The main goals of research in medical and biomedical imaging are to create "better" imaging systems, more accurate reconstructions, and develop methods of image processing that utilize the most important information present in an image or set of images, for accurate, timely, and cost-effective diagnosis and treatment of disease. How well desired information can be extracted best serves to define image quality and consequently the performance of imaging systems. Furthermore, as we deepen our understanding of medical images, new systems and new methods of image processing and image display may help optimize performance and assist radiologists in their challenge for accurate diagnostics.
Image quality is thus best measured by the performance of an observer on specific tasks . The observer may be human such as a physician making a diagnosis, or a mathematical model such as an ideal observer , or a computer algorithm. Specific tasks may be the detection of a lesion in a chest x ray , the estimation of the percent stenosis of a detected aneurysm , or the registration of images such as the superimposition of anatomical atlases on patient data . Regardless of the task considered, however, methods to assess image quality based on task performance are most important.
Traditionally, the conception of improved imaging systems in medical imaging has been accomplished by designing and constructing proposed systems and characterizing them from an engineering point of view, by reporting parameters such as resolution, modulation transfer function, and pixel signal-to-noise ratio. Naturally, such evaluation is not sufficient to predict the performance that the system will have in the clinic, given that it does not take into account either information about the types of objects being imaged or the tasks being carried out.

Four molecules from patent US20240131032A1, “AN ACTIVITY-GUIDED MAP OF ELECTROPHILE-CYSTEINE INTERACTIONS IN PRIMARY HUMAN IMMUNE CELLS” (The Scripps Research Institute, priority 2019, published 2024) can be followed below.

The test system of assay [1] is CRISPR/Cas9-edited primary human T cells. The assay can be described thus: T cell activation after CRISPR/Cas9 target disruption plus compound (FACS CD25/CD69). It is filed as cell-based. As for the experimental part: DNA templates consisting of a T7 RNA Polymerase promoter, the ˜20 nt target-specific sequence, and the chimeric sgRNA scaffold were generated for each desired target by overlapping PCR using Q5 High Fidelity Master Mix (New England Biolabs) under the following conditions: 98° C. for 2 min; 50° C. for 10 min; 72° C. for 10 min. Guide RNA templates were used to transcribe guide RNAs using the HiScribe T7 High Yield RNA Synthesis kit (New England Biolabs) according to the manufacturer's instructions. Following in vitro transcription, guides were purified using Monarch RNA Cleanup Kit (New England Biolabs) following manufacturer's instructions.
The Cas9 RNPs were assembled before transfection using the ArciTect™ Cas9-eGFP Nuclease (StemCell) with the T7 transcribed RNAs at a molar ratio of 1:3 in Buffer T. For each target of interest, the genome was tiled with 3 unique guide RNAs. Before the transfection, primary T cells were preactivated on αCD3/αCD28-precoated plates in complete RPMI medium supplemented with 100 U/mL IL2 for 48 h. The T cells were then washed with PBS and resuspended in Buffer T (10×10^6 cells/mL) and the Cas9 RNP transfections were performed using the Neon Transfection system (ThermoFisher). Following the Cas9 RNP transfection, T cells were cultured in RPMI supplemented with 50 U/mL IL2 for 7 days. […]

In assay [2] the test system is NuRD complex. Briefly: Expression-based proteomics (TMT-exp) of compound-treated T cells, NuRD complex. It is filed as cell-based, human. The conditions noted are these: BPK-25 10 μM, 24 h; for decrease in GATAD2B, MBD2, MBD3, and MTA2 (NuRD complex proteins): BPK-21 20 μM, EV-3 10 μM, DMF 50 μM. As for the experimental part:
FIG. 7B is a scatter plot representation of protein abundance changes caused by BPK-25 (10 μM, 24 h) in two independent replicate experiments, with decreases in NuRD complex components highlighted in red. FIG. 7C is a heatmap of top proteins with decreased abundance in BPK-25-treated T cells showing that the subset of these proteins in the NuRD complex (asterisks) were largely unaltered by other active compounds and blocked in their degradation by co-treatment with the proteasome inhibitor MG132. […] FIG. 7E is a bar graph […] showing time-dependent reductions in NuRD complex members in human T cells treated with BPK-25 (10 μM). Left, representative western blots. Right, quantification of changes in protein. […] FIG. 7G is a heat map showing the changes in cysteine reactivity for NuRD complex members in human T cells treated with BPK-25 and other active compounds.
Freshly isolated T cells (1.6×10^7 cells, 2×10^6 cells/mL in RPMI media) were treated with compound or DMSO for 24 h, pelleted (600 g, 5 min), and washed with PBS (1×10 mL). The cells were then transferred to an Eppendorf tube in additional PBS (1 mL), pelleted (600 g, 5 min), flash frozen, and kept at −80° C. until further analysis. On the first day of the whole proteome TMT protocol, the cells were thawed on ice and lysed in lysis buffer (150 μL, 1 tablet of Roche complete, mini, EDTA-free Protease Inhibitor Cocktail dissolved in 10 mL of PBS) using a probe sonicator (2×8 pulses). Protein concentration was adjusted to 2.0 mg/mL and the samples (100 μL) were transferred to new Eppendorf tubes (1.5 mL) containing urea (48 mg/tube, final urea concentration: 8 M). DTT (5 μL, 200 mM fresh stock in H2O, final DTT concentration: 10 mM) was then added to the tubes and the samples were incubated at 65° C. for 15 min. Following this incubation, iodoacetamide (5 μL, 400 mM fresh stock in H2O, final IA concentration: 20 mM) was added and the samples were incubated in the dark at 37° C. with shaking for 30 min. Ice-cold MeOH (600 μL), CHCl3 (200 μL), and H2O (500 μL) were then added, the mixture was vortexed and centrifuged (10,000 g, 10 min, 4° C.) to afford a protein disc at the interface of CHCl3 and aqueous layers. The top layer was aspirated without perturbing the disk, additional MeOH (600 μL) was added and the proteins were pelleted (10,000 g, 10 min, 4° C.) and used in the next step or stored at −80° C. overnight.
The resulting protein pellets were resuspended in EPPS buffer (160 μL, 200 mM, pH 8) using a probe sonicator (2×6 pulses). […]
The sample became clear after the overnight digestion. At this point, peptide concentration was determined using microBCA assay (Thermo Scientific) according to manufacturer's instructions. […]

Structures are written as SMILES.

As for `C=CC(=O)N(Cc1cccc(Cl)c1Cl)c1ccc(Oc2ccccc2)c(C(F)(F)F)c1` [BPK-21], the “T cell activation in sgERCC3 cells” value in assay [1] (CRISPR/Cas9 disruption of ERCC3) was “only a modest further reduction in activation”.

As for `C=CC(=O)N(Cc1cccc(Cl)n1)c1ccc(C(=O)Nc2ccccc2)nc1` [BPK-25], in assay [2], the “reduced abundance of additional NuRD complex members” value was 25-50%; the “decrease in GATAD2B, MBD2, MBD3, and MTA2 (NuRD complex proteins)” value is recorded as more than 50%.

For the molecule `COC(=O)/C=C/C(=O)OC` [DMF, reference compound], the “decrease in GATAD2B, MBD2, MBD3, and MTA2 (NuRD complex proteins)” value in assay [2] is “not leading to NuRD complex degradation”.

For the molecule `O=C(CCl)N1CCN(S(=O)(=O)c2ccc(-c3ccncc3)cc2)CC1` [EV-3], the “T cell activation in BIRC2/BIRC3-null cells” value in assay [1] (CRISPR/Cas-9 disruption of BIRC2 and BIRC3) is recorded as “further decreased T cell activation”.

To fully assess the system, clinical trials based on specific tasks must be conducted. While clinical trials are required for final system assessment, the reliance on clinical trials for system design and optimization has severe limitations. First, the construction of proposed systems is costly and time consuming. In addition, if the system requires further optimization, it may take multiple trials and errors to find the best set of parameters and tradeoff to satisfy required task-based image-quality criteria. Finally, it is nearly impossible to know the anatomical underlying structures of the acquired clinical images unless the diagnosis is verified by physical examination. Instead, disease states are most often estimated by interpreting the images and looking for correlation with previous cases established statistically as well. The approach of building systems and conducting trial-and-error changes based on clinical images thus constitutes a highly impractical means of optimizing imaging systems.
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